Another profile of a man I was lucky to know…
Welcome back. This week after all the comments I received about my story regarding the passing of Paul Kelly, I thought I’d start off with a profile of the man who was Paul’s boss and the overall all manager of both the farming operation and cattle production on the Cross Bell Ranch back in 1970.
I tracked Dale Kurht down in 2007 when he was living in retirement and training stock dogs in Arkansas. After I had visited with him several times, out of the blue he produced a large cardboard box filled with files and photographs documenting the time he had spent on the Mullendores’ ranch.
As we looked through all of these materials, Dale told me that he had been hired in 1969 by E.C. Mullendore to help run the ranch. From the way he described it he had plenty of experience for the job. He came from four generations of farmers and ranchers and his great-grandfather had homesteaded the land Dale was born on. Dale was also a member of the American Hereford Association and a long time 4-H judge. He was managing the Codding Cattle Research Station near Foraker, Oklahoma when E.C. contacted him about the position. He said that when he was hired he thought nothing could touch the Cross Bell Ranch where he had heard the Mullendores themselves were not even sure how much land they controlled. Dale had been moving up the ladder, managing one large ranch after another, each one bigger than the one before. He had also worked at several big spreads outside of Oklahoma including the Milky Way Hereford Ranch in Phoenix,the Lucky Ranch in Loyalton, California and the Baca Grant Ranch in Moffat, Colorado.
In his line of work Dale told me this was the ultimate-the top of the heap- and he jumped at the chance to go to work for the Mullendores.
Dale’s records indicated that there were thousands of head of cattle, hundreds of pigs and over fourteen hundred horses, a herd of Texas longhorns and several dozen free roaming bison on the Cross Bell. Another twenty-three race horses were stables in Louisiana. It took sixteen feed trucks, eighteen full time men and a string of day laborers to work on all the different parts of the ranch. There were ongoing improvements being made to all areas of the operation including the construction of two Honegger houses for birthing pigs. Each house could hold 480 pigs, tripling the size of the hog operation. New shipping pens were being built along with fifteen miles of new fencing each year, a new fed lot, six new barns and an irrigation system that took care of four hundred and fifty acres where alfalfa would be planted. With over a thousand miles of fencing and cross fencing to be maintained and constant repairs to ranch vehicles, dozens of tractors and other ranch equipment I was surprised to find out how big the operation really was even though I had heard about the Cross Bell Ranch my whole life.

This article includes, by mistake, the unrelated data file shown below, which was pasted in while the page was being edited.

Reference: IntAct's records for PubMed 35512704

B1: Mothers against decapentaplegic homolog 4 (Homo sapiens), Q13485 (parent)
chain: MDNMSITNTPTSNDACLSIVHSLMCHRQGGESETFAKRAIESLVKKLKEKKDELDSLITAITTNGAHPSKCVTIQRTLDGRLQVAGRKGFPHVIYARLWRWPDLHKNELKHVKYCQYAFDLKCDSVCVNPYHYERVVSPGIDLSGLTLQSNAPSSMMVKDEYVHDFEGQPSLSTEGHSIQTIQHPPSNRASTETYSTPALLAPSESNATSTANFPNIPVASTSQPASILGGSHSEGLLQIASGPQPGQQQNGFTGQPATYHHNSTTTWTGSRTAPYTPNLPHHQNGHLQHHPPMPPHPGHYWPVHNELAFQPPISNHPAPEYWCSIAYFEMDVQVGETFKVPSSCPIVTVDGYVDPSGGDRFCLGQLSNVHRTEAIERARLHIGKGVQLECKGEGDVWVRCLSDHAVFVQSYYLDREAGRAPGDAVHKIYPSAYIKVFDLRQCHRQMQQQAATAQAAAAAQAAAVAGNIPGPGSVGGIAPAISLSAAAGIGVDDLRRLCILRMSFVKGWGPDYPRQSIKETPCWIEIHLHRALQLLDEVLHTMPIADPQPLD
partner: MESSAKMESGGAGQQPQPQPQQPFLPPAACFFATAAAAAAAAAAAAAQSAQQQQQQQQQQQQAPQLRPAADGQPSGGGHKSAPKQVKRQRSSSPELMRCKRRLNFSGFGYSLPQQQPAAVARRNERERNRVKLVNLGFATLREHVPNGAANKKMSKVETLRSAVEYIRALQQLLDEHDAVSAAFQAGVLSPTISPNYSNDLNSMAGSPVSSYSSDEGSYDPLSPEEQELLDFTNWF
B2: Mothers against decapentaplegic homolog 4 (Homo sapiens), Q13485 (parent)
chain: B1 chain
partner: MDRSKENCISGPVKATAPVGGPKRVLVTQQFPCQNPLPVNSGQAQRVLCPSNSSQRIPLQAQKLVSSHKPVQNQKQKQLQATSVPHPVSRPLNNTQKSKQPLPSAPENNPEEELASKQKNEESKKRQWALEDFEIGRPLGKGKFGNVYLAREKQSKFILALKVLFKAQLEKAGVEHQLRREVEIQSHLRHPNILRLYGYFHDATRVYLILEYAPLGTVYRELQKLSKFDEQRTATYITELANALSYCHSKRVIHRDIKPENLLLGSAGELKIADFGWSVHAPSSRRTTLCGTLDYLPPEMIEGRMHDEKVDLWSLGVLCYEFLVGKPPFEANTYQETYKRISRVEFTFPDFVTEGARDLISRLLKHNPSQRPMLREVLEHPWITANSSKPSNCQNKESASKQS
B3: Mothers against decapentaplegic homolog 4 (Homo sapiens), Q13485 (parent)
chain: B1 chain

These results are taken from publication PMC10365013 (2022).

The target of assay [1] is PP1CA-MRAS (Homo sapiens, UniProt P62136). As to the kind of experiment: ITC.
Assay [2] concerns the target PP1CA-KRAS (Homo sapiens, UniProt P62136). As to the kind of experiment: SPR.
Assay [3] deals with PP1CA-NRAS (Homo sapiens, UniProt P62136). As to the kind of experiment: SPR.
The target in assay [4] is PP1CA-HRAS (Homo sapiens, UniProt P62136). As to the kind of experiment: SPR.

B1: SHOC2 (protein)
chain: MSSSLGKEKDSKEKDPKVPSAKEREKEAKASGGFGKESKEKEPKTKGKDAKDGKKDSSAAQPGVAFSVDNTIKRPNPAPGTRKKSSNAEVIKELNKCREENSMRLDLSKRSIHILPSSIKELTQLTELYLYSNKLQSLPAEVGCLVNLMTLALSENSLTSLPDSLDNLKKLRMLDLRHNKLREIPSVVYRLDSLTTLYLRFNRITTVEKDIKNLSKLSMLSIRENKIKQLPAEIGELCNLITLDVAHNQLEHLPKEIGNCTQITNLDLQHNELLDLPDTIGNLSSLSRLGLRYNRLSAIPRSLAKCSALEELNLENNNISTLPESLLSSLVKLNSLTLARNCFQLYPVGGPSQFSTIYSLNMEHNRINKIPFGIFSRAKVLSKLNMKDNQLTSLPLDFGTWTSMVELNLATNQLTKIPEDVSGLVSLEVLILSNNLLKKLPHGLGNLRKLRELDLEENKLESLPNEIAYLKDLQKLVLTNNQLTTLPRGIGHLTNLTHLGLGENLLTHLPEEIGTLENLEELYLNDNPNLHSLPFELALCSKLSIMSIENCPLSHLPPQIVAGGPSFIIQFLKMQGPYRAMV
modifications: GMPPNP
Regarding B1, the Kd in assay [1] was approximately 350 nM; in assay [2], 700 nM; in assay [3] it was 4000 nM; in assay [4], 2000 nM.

Paul Kelly and Dale had stayed in contact in the years following the tragic murder of E.C. Mullendore in 1970. Although they lived in different states I would often drive to both places in the same day to visit with both men to confirm details about their time on the Cross Bell while fresh in my mind.
I mentioned in last week’s column that Paul had recently been questioned about E.C.’s murder and Dale was also interviewed by Osage County investigators the same week.
During a phone conversation which he allowed me to record as usual, Dale told me that the investigators had driven to his home in Arkansas twice and conducted several phone interviews as well. The questions they asked him were similar to the ones they had asked Paul and they indicated to Dale that the Mullendore murder was indeed solved. Unfortunately Dale died of heart failure not long after this conversation. Will this mystery ever be solved and why has it taken so long? The answers to these questions rest with Osage County District Attorney Rex Duncan, a man with a reputation for seeing justice served.
Till next week I’ll see you down the road…..